Porter (1991a, p.140 Figure 5.1). The twenty-five industries are taking into account either the four main conditions, or the two external variables.

There were 25 industries that are group into four additional categories for Canada: resource-based, market-access based, innovation-driven and other.

The conclusion is drawn as "The basic application of the theory captured shows that Canada has no diamonds. And either Canada is in dire economic straits because it lacks these industry patterns, or the diamond does not apply to all national economies. As a result, the empirical tests results have against the Porter's diamond theory which Porter has "cautionary comments about complacency, and the probable negative effects of the lack of diamonds are simply assertions."

In the role of international economy of Canada, it contains the competitive advantages in the aspect of trading comparing to the European countries ,US, UK ,Japan who has strong base of diamond model. Canada also ranks the top three in the exports sectors . In order for a company to be successful within their industry ,they must improve the level of R&D such as, attracting MNEs and FDI, investing abroad in labour skills and technology, consequently, as the seen it are hardly that any competitive advantages are purely national. As MNEs start investing in different industry in Canada, it would gain more competitive advantage through which makes the industries become globalization.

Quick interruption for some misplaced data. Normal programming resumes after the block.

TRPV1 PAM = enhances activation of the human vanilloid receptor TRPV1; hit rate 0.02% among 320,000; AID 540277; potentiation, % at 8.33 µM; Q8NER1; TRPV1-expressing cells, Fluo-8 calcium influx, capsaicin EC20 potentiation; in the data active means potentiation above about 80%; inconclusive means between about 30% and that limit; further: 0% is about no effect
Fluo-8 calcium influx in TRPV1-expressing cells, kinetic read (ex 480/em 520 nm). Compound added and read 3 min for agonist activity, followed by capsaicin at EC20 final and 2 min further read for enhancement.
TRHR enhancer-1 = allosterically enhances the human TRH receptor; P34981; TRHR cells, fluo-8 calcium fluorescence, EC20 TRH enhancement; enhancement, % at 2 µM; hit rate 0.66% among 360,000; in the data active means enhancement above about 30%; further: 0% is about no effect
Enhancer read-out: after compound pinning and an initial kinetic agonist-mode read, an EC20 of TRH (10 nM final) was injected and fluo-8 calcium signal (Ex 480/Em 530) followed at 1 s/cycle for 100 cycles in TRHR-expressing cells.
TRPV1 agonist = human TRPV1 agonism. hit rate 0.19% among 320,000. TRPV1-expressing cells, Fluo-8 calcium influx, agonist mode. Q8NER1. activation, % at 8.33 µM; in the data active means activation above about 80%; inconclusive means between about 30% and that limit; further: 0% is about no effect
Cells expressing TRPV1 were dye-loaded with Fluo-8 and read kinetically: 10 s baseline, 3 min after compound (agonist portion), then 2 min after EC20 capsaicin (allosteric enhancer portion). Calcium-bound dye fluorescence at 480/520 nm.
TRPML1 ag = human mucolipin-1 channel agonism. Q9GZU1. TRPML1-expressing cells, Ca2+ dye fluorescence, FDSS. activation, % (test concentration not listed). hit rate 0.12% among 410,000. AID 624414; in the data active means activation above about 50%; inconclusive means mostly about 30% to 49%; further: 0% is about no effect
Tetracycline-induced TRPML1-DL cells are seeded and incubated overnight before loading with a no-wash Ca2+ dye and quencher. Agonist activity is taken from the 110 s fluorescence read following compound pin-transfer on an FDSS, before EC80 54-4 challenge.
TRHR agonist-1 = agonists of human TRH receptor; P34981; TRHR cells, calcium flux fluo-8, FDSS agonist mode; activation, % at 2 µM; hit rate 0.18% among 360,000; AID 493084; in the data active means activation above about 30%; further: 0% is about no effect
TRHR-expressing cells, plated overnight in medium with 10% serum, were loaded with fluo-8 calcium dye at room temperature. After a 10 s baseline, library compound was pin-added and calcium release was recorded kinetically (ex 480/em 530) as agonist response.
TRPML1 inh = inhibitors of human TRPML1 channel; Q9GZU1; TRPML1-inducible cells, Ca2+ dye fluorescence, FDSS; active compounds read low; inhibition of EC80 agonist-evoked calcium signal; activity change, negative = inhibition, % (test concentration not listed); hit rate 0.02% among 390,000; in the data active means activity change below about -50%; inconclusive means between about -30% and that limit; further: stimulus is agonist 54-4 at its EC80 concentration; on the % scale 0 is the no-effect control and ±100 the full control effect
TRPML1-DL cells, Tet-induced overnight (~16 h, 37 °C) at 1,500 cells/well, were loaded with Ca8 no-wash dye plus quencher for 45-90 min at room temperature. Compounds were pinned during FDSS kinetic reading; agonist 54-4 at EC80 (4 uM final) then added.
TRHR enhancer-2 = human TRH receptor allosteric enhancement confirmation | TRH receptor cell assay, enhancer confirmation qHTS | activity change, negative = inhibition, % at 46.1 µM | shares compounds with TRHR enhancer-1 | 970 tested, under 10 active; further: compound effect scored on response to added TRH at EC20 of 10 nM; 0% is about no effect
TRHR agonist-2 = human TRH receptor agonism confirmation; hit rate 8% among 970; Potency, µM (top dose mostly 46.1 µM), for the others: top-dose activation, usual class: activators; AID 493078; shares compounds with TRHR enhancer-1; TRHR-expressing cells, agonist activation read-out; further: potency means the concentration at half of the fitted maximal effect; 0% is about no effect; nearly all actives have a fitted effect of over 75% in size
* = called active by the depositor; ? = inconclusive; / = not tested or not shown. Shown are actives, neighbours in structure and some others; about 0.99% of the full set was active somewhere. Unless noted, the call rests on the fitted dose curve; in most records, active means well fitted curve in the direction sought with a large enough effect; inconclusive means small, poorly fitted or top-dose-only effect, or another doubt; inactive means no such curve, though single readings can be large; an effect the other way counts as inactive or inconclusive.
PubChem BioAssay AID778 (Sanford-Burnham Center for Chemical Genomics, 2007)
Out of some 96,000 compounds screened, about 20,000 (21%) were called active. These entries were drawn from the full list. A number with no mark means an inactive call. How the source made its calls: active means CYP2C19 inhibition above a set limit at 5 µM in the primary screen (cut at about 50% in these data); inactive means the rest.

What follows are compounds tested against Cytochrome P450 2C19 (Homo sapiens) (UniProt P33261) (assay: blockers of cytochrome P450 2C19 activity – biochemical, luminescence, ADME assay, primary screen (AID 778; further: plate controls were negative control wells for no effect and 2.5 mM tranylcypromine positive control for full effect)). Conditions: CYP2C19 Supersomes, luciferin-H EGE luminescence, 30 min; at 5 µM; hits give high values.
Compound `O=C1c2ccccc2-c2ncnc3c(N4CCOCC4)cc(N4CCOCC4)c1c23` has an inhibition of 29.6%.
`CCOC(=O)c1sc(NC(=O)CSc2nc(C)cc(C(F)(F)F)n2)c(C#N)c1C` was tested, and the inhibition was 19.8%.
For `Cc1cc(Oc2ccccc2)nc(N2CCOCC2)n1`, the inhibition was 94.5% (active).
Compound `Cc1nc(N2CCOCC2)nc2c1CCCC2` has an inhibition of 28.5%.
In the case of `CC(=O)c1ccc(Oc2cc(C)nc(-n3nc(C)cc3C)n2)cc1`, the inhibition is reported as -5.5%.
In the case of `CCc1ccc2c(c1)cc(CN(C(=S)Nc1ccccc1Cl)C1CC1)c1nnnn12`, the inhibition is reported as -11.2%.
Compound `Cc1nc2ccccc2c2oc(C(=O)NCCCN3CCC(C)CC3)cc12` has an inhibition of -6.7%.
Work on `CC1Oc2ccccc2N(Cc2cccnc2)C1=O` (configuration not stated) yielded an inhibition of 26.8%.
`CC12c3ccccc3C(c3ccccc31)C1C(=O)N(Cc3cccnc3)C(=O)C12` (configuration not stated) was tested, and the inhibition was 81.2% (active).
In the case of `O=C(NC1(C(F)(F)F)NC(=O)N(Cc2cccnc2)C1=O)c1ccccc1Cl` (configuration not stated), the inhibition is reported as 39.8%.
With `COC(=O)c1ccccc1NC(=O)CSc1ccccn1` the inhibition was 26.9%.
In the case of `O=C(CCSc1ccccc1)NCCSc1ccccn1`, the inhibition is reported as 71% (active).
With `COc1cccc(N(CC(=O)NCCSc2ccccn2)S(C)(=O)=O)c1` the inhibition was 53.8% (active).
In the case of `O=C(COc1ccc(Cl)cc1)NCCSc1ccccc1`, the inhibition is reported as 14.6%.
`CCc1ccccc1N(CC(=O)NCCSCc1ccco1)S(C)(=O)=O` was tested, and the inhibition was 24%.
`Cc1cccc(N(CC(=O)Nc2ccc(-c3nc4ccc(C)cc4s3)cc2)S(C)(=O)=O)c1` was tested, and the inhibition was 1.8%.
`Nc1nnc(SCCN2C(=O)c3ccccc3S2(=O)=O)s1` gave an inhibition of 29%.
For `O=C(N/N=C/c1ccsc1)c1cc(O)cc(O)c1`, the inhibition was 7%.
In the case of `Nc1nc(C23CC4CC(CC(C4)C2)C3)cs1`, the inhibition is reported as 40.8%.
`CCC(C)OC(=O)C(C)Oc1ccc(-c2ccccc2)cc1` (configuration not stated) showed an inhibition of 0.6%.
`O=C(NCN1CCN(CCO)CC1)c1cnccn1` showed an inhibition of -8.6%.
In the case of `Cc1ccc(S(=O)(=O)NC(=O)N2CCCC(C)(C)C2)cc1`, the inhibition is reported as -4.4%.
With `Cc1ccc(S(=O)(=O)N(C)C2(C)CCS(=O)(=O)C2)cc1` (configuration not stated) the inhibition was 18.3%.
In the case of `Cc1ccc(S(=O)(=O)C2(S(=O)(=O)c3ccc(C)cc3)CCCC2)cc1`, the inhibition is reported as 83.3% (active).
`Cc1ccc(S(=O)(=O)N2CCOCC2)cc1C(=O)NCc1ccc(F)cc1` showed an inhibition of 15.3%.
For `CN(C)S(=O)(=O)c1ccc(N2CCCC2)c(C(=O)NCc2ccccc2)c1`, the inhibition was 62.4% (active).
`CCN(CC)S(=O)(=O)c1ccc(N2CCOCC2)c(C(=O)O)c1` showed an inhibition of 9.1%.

In conclusion, Porter's diamond framework has been extensively discussed and broadly used among nations and industries. However, its actual contribution of analyzing the national competitive advantage has not been clarified. From the above evidences, it indicates that there has been inconsistence between the industry evidences among the countries and Porter's theory of Diamond model.As Porter states that firms must actively improve their home base in order to upgrading the determinant and gain national competitiveness. However, in the example of pharmaceutical industry, Germany's success due to the mature R&D base of the industries where the R&D base are mostly depends on the FDI and Government that Porter does not put much attention on.